The West Midlands’ overall performance on the Sustainable growth index is skewed towards poorer performance, with half of all areas ranking in the bottom 40%. At the other end of the spectrum, seven areas rank in the top 40%. Of these only Warwick ranks in the top 20% nationally.
Our Sustainable growth index seeks to define and measure the components that create successful places. The measures included extend beyond the traditional economic measures of success to include components related to: prosperity; dynamism and opportunity; inclusion and equality; health, wellbeing and happiness; resilience and sustainability; and community, trust and belonging. By looking in more detail at the region’s performance across these baskets, an interesting picture begins to emerge.
On prosperity, one of the core economic measures, the region’s cities dominate, with Solihull, Warwick, Birmingham and Coventry all ranking in the top 20% nationally. However, despite these headline economic strengths, half (15 out of 30) of the local authority areas in the region rank in the bottom 40% nationally.
On the other economic basket of measures, dynamism and opportunity, Coventry is the only area ranking in the top 20% nationally. This is a particular challenge for the West Midlands since other regions generally see their cities perform strongly on this basket of measures. Again, nearly half of the areas in the region perform below the national average.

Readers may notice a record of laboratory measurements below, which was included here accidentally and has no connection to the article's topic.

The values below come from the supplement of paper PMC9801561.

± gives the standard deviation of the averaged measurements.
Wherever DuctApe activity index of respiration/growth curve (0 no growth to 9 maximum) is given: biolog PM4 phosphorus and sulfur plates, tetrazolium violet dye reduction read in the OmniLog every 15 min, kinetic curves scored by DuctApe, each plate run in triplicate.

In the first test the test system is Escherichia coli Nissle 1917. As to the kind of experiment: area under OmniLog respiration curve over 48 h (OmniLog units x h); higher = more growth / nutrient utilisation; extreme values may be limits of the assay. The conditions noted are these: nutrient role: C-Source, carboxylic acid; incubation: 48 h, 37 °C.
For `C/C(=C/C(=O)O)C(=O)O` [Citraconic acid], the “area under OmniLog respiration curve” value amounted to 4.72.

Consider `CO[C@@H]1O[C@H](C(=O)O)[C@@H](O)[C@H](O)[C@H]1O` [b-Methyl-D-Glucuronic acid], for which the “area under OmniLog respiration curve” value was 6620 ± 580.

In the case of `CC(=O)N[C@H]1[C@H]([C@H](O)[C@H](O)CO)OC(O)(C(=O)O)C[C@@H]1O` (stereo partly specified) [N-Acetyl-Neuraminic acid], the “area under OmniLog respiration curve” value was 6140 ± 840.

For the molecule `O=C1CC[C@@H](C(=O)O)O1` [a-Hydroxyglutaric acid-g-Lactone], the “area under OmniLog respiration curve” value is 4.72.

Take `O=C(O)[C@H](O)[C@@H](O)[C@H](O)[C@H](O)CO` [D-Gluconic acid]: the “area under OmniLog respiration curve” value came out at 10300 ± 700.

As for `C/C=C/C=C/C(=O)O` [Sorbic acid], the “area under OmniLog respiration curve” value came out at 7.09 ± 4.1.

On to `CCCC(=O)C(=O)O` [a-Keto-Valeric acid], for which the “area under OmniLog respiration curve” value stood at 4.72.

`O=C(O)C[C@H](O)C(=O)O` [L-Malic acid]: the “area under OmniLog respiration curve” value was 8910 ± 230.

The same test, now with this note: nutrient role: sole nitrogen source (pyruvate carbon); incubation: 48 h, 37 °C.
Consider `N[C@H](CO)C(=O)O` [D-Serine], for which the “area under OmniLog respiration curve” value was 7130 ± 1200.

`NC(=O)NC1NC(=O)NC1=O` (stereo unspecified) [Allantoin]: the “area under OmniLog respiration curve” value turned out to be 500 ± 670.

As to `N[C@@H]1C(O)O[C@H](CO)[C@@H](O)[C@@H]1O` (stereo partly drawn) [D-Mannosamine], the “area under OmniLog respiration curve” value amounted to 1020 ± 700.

Looking at the social measures, the regional picture is polarised. In terms of health, wellbeing and happiness, four areas rank in the top 20% nationally, with Warwick ranking second nationally. However, there are also nine areas in the bottom 20%, which is the highest number of worst-performing areas in any basket. A similar picture emerges in terms of inclusion and equality – which considers how well economic wealth is being shared – with eight areas in the top 40%, 13 in the bottom 40% and the remainder ranking around the national average.
In terms of resilience and sustainability, Shropshire ranks 13th nationally and is joined by Warwick, Stratford-on-Avon and Stafford in ranking in the top 20% nationally. A further seven areas rank in the top 40%. However, like the other baskets, a large proportion (12) rank in the bottom 40% nationally.
Community, trust and belonging – which measures indicators such as voter turnout, cultural and community assets, and crime statistics – appears to be the weakest basket in the region, with over half (57%) of areas ranking in the bottom 40% nationally and only five in the top 40%. In this context, Worcester and Warwick stand out as the best performers on this basket, ranking in the top 20% nationally. It is also worth noting that Warwick is one of the most consistently strong-performing places across all six baskets in the country.
Lessons to learn
Within this challenging regional picture, South Staffordshire stands out as having seen the greatest improvement in performance on the overall Sustainable growth index, moving up 61 places between 2013 and 2018 This is the twelfth-highest increase nationally.
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